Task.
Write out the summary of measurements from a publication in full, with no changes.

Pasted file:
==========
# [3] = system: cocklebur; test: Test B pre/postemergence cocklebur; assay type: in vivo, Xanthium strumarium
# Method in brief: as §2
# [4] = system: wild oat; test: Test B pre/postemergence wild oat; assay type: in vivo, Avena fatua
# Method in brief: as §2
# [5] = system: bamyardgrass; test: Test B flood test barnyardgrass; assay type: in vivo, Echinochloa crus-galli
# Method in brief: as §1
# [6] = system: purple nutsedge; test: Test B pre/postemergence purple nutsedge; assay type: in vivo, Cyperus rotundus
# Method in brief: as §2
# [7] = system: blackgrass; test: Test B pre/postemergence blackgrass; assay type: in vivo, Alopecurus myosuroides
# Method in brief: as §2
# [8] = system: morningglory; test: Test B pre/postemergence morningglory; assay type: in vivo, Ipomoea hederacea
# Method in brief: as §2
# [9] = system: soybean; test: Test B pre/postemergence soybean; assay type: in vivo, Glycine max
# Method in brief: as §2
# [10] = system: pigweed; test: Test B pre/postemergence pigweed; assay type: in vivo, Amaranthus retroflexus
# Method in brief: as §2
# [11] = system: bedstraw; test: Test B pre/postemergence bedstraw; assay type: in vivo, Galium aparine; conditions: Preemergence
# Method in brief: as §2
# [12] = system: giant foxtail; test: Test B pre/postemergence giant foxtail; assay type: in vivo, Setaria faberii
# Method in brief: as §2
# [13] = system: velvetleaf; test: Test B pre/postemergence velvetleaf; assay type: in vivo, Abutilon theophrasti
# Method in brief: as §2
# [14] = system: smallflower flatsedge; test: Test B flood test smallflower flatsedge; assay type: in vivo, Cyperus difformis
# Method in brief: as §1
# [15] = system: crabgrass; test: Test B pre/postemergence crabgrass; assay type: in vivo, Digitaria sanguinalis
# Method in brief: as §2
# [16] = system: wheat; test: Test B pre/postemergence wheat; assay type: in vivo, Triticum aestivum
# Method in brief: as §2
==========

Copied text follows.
# [3] = system: cocklebur; test: Test B pre/postemergence cocklebur; assay type: in vivo, Xanthium strumarium
# Method in brief: as §2
# [4] = system: wild oat; test: Test B pre/postemergence wild oat; assay type: in vivo, Avena fatua
# Method in brief: as §2
# [5] = system: bamyardgrass; test: Test B flood test barnyardgrass; assay type: in vivo, Echinochloa crus-galli
# Method in brief: as §1
# [6] = system: purple nutsedge; test: Test B pre/postemergence purple nutsedge; assay type: in vivo, Cyperus rotundus
# Method in brief: as §2
# [7] = system: blackgrass; test: Test B pre/postemergence blackgrass; assay type: in vivo, Alopecurus myosuroides
# Method in brief: as §2
# [8] = system: morningglory; test: Test B pre/postemergence morningglory; assay type: in vivo, Ipomoea hederacea
# Method in brief: as §2
# [9] = system: soybean; test: Test B pre/postemergence soybean; assay type: in vivo, Glycine max
# Method in brief: as §2
# [10] = system: pigweed; test: Test B pre/postemergence pigweed; assay type: in vivo, Amaranthus retroflexus
# Method in brief: as §2
# [11] = system: bedstraw; test: Test B pre/postemergence bedstraw; assay type: in vivo, Galium aparine; conditions: Preemergence
# Method in brief: as §2
# [12] = system: giant foxtail; test: Test B pre/postemergence giant foxtail; assay type: in vivo, Setaria faberii
# Method in brief: as §2
# [13] = system: velvetleaf; test: Test B pre/postemergence velvetleaf; assay type: in vivo, Abutilon theophrasti
# Method in brief: as §2
# [14] = system: smallflower flatsedge; test: Test B flood test smallflower flatsedge; assay type: in vivo, Cyperus difformis
# Method in brief: as §1
# [15] = system: crabgrass; test: Test B pre/postemergence crabgrass; assay type: in vivo, Digitaria sanguinalis
# Method in brief: as §2
# [16] = system: wheat; test: Test B pre/postemergence wheat; assay type: in vivo, Triticum aestivum
# Method in brief: as §2